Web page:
Silver Peak, Nevada

Explore the Ghost Town of Blair, Nevada

Originally added by Neonconflagrations

The Blair, Nevada townsite is marked by the remains of a massive stamp mill, as well as a few other buildings. While the town had a prosperous run over several years in the early 1900's, its luck soon ran out and it became a ghost shortly after. Today it is possible to walk amongst the ruins still standing at the site.

During a boom in gold mining around the towns of Tonopah and Goldfield, Nevada, a mining town called Silver Peak was established about 25 miles west of Goldfield. Land speculators purchased much of the area surrounding Silver Peak, and when the Pittsburg-Silver Peak Gold Mining Company sought a site to build their large stamp mill, costly land prices led them to look a couple miles north where land was much cheaper. This purchase and subsequent construction led to the establishment of the town of Blair.

A spur line to the Tonopah & Goldfield Railroad main line was built to Blair, and a post office was also established in 1906. The following year the 100 stamp mill was built along a wide hillside.

At its height Blair held saloons, hotels, and a newspaper. However the town began to decline soon thereafter due to the poor grade of the ore. In 1915 the mill closed, and milling operations had moved to town of Millers. The post office closed soon after, and in a couple years, the townsite of Miller lay completely abandoned.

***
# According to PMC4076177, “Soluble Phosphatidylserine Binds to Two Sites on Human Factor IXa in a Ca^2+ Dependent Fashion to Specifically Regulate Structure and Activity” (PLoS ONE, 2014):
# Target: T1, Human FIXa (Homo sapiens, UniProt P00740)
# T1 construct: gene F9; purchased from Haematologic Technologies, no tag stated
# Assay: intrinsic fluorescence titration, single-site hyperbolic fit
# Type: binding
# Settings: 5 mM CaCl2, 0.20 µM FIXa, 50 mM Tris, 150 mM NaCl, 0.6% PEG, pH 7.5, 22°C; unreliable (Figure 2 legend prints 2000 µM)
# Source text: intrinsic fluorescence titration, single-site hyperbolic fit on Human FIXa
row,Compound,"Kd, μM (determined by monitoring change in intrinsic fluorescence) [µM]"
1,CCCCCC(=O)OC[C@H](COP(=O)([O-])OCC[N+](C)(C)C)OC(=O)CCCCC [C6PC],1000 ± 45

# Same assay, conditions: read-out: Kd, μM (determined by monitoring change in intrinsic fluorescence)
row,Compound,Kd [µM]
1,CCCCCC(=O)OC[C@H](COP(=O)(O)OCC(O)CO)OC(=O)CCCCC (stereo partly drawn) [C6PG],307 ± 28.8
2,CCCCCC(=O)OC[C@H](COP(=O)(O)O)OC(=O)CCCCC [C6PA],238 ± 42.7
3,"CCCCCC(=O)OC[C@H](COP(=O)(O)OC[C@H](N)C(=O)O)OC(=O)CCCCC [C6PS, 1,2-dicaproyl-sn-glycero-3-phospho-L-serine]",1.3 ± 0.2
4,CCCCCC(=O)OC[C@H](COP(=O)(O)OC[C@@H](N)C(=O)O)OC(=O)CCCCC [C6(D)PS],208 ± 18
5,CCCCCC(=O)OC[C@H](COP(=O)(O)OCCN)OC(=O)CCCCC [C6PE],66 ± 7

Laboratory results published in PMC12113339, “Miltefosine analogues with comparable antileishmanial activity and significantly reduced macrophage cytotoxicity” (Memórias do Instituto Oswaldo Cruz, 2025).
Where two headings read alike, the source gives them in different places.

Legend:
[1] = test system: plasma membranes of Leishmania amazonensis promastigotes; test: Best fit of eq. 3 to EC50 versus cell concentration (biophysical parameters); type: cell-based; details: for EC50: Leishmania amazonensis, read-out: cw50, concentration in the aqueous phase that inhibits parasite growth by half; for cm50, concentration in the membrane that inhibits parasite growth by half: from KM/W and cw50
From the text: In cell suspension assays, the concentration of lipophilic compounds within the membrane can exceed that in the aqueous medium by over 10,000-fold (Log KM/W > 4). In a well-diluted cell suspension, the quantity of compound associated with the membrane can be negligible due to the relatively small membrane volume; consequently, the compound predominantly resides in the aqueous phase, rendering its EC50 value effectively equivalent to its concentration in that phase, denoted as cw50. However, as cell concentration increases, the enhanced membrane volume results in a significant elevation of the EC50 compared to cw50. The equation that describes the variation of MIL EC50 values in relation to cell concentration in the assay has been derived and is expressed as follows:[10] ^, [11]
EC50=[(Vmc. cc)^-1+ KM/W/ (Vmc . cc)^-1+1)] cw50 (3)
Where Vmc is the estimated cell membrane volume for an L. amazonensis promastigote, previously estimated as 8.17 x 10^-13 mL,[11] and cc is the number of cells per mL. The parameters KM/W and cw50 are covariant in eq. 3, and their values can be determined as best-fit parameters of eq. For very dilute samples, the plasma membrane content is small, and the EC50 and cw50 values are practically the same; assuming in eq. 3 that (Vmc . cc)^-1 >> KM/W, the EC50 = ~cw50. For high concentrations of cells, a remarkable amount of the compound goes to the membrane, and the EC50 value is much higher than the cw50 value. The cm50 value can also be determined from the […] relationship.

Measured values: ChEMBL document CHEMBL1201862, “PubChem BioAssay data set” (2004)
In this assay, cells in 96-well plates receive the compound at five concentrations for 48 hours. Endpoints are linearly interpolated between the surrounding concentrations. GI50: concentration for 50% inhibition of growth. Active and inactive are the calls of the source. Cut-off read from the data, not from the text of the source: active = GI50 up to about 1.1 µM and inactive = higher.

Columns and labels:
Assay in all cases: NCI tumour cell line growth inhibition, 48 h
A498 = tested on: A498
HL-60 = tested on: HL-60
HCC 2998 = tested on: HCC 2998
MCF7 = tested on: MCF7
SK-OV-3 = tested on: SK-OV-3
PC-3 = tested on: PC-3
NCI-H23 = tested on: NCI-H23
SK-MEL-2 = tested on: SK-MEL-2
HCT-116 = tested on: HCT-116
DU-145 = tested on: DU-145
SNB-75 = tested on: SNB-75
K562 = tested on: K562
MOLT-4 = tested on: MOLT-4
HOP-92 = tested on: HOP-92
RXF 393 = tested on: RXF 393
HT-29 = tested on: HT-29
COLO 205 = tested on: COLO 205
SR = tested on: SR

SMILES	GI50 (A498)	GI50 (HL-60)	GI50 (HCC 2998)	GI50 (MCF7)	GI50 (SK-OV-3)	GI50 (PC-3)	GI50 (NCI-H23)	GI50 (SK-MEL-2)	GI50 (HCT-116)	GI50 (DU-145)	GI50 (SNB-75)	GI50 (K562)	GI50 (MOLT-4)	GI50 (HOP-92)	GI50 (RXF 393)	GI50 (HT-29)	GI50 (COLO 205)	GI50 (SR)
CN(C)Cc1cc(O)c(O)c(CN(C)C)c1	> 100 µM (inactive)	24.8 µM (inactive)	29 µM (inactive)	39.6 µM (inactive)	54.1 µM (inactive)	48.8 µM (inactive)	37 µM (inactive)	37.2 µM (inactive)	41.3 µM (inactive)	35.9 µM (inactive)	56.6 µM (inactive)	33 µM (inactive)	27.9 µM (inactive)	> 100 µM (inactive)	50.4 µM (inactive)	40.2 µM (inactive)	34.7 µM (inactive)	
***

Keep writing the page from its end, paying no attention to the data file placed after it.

Today, several buildings and foundations remain, and it is possible to climb the hill to the top of the mill site. The combination of the sizable mill foundation stretching down the hill, along with the quiet air in this rural part of the state really bring the feeling of isolation home. Ironically enough, the buildings overlook the large pools of a mining operation based out of Silver Peak - the only active lithium mining operation in the US.

Reaching the site of Blair requires about a mile drive on a graded dirt road, followed by a 3/4 mile walk through the desert landscape (lifted 4WD vehicles may be able to drive the entire way). There is also a bit of walking between ruins, some of which follows the former railroad grade which is now a level double track. For the best perspective, head first to the top of the mill with a pair of binoculars to look around and see the different foundations that litter the area that are hidden when you are lower and nearer to the building foundations.

There are no amenities of any type at the site, and no shade. Nearby Silver Peak only has a single bar. Be prepared before making the trip out to visit Blair.

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